Adultery is no longer a crime, the Supreme Court ruled on Thursday, declaring a colonial-era law that punished the offence with jail time unconstitutional and discriminatory against women. The more than century-old adultery law prescribed that any man who slept with a married woman without her husband's permission had committed adultery, a crime carrying a five-year prison term.
Convictions for adultery have been very rare because of the social stigma, lawyers have said. But in one case in 2015, a 50-year-old policeman was jailed after he was caught in bed with the wife of another man. The husband locked the couple in a room and called the police.
"For a man to be convicted for adultery is very rare because the crime has to be proved conclusively beyond doubt in the court. And it is very difficult to do that," Supreme Court lawyer Utsav Bains told AFP.
A petitioner, an Indian businessman, had challenged the court to strike down the law, describing it as arbitrary and discriminatory against women.
Women could not file a complaint under the archaic law nor be held liable for adultery themselves, making it solely the realm of men.
Government lawyers argued that adultery should remain a crime as it threatens the institution of marriage, and caused harm to children and families.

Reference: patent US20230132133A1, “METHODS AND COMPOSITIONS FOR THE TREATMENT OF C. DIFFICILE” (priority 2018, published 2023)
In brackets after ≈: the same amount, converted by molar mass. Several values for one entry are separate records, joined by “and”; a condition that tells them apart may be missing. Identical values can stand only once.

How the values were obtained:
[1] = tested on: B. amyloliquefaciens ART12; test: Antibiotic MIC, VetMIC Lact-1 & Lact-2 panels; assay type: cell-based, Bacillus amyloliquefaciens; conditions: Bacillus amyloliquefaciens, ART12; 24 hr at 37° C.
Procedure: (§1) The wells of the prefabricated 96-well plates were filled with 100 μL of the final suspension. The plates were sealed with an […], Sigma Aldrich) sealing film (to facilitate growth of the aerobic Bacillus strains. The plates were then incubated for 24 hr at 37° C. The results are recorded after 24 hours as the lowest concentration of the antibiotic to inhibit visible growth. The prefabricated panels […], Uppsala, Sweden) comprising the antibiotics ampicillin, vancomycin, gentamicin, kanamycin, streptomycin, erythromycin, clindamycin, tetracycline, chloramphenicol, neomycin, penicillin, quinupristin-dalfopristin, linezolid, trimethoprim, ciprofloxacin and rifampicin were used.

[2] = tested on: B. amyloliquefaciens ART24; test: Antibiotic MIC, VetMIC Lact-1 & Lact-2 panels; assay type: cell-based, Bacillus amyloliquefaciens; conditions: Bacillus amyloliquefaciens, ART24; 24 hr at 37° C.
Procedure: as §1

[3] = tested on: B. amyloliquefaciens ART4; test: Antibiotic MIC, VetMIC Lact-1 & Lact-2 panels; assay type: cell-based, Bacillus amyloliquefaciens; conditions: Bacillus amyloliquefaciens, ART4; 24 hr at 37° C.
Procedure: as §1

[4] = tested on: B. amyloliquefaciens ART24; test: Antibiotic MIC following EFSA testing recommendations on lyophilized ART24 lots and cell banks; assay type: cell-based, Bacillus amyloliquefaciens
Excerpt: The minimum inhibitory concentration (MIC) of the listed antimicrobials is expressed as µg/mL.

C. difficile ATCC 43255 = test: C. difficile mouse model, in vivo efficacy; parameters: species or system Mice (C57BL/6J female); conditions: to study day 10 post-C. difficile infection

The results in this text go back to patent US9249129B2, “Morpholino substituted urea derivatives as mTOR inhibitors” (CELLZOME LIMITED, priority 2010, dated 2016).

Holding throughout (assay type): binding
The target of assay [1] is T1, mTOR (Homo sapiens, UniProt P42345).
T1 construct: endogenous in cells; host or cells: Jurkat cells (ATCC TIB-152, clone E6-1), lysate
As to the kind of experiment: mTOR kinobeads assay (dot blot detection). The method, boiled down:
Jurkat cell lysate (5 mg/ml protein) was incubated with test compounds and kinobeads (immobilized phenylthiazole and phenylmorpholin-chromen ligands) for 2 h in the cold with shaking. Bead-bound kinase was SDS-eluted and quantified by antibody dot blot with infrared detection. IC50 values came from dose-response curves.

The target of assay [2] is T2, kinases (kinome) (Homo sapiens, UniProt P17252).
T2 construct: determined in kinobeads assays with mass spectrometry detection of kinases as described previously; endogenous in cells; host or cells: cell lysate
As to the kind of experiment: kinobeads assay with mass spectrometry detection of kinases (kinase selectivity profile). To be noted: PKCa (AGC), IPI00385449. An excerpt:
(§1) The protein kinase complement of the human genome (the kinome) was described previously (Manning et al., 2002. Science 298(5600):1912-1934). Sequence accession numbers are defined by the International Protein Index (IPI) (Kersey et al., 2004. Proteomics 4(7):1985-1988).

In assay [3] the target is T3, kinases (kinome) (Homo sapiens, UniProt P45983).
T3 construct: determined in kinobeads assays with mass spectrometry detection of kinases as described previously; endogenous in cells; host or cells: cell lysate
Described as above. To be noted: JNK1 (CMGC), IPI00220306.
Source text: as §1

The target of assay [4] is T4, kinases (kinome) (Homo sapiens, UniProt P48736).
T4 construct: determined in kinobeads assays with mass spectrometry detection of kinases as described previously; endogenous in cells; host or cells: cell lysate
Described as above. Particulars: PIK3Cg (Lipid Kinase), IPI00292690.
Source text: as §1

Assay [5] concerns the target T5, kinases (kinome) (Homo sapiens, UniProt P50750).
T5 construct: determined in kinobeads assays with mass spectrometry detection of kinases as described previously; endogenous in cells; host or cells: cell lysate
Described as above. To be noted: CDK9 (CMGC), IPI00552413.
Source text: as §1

But in its ruling, the court said extramarital affairs -- while still a valid ground for divorce -- were a private matter between adults.
Prashant Bhushan, a lawyer in the Supreme Court, said the watershed decisions on gay sex and adultery had shown the judges' "adherence to liberal values and the constitution".
"Another fine judgement by the SC," he tweeted after Thursday's ruling.
But the head of the Delhi Commission for Women said instead of making adultery a crime for both genders, the ruling effectively condoned cheating.
"How can that be allowed? What is the sanctity of marriage?" Swati Maliwal, the commission chairwoman, told reporters in New Delhi.
In 1954, the court upheld adultery as a crime arguing "it is commonly accepted that it is the man who is the seducer, and not the woman".
But in their ruling on Thursday, the judges said this narrative no longer applied, noting also that Britain did away with its own laws penalising adultery long ago.
"Man being the seducer and women being the victim no longer exits. Equality is the governing principle of a system. Husband is not the master of the wife," the verdict added.
(With inputs from AFP)